6.a) First, set up the object you’re going to be calling this code from as a <ChimpKitDelegate> in your header, and #import "ChimpKit.h" in the source file.

6.b) Then implement the chimpkit delegate methods:

#pragma mark - chimpkit delegate methods

- (void)ckRequestSucceeded:(ChimpKit *)ckRequest {
NSLog(@"HTTP Status Code: %d", [ckRequest responseStatusCode]);
NSLog(@"Response String: %@", [ckRequest responseString]);

- (void)ckRequestFailed:(NSError *)error {
NSLog(@"Response Error: %@", error);

6.c) Finally, you’ll need to run the following code to call the MailChimp’s ‘listInterestGroupings‘ API method. Again, you’ll need to define mailChimpListID_. (I just ran this in a ViewController’s viewDidLoad method.)

ChimpKit *ck = [[ChimpKit alloc] initWithDelegate:self

// get the lists
// [ck callApiMethod:@"lists" withParams:nil];

// get the list groups
NSMutableDictionary *params = [NSMutableDictionary dictionary];
[params setValue:mailChimpListID_ forKey:@"id"];
[ck callApiMethod:@"listInterestGroupings" withParams:params];

(There’s your example in there of how to get the lists.)

With any luck, you’ll get a response that is a big block of JSON. Use your favorite online JSON parser to turn that into something readable, and it’ll probably look something like this:

"name":"Web Signups",
"name":"likes chess",
"name":"likes go",
"name":"likes puzzle games",

7) Add your group subscriptions by modifying SubscribeAlertView.m around line 140 to look like the following:

NSMutableDictionary *params = [NSMutableDictionary dictionary];
[params setValue:self.listId forKey:@"id"];
[params setValue:self.textField.text forKey:@"email_address"];
[params setValue:@"true" forKey:@"double_optin"];
[params setValue:@"true" forKey:@"update_existing"];
NSMutableDictionary *mergeVars = [NSMutableDictionary dictionary];
[mergeVars setValue:
[NSArray arrayWithObjects:
[NSDictionary dictionaryWithObjectsAndKeys:
@"9501", @"id",
@"likes go, likes puzzle games", @"groups",
[params setValue:mergeVars forKey:@"merge_vars"];
[self.chimpKit callApiMethod:@"listSubscribe" withParams:params];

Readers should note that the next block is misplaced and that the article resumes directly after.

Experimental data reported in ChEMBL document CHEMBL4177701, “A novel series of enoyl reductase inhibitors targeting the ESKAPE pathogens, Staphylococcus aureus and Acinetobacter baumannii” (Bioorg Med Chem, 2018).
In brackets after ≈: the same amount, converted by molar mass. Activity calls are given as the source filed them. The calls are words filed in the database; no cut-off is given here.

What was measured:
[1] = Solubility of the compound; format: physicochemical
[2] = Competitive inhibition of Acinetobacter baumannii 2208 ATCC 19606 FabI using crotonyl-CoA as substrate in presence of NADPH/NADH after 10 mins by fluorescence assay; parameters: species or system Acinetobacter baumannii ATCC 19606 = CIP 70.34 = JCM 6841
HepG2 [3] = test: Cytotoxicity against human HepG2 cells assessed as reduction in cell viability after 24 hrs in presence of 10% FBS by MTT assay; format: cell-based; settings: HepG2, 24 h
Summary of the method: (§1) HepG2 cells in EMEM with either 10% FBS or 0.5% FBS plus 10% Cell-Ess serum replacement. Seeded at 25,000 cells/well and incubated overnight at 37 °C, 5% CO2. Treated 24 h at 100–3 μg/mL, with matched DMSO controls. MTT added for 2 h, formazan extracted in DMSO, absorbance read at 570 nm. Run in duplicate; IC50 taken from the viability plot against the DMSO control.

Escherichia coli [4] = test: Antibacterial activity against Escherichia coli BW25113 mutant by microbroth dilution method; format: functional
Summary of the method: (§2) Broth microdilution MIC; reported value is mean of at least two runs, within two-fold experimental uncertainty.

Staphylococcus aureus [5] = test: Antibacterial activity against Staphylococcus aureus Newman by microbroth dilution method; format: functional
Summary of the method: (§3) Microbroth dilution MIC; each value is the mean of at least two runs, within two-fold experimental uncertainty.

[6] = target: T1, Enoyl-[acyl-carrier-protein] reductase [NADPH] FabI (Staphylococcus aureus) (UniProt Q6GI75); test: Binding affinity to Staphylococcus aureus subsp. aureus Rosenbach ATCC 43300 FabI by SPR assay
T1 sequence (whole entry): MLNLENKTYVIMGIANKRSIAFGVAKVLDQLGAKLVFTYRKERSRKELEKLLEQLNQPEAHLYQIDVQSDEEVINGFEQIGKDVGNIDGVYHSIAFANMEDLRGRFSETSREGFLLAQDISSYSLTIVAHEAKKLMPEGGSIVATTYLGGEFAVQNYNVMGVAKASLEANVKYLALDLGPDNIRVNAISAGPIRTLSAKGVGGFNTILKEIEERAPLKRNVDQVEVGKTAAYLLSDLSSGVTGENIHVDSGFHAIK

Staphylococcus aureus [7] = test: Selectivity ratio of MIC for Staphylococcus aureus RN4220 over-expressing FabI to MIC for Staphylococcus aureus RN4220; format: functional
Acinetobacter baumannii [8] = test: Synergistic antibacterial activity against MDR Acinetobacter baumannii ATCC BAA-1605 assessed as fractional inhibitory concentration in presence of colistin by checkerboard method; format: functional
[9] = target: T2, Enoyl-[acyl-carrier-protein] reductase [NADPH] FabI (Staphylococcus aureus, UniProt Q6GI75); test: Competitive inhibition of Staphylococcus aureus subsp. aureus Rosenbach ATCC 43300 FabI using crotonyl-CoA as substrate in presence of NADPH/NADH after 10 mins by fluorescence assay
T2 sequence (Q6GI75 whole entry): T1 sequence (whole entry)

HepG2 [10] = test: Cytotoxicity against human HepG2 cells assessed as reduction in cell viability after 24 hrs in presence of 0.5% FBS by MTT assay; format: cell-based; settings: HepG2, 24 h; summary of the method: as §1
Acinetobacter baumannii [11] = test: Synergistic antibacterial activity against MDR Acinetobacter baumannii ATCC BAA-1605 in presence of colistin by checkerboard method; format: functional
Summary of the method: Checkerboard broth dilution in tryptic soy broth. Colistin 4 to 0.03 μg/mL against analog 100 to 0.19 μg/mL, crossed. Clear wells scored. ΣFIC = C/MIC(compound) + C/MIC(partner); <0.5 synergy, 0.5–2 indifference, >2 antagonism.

You’ll also note that double_optin was set to false by default. That’s a stupid default, IMHO.

So there you have it. I think you could probably replace the @"9501", @"id" key/value pair with @"Web Signups", @"name", according to the API docs, but I only tried the ID. I also added some code to the SubscribeAlertView‘s requestCompleted:(ChimpKit *)request method to actually let me know that the submission was successful, but other than that, I think I’ve outlined everything pretty well. Let me know if you find this useful.

Oh, and so life happens and it’s July and Oppo-Citrus isn’t out yet. It’s still “right around the corner”, but as you can see I’ve started this exciting (no really!) freelance project. I was definitely hoping this would happen when I set out on my own, and it’s been going great! It’s 20 hours a week of my time, and it turns out that’s actually more than half my time as an indie. (I don’t think it’s because I’m not working 40 hours either, I think there are just hours you end up “losing” to email or twitter or whatever.) Anyway, last week was a holiday week (the boss gave me two days off!), and I’m planning on slacking some this week too, so I haven’t worked on Oppo-Citrus as much as I’ve wanted. The next goal is to get it at least submitted to apple before I leave for vacation the last week of this month. We shall see. We shall see.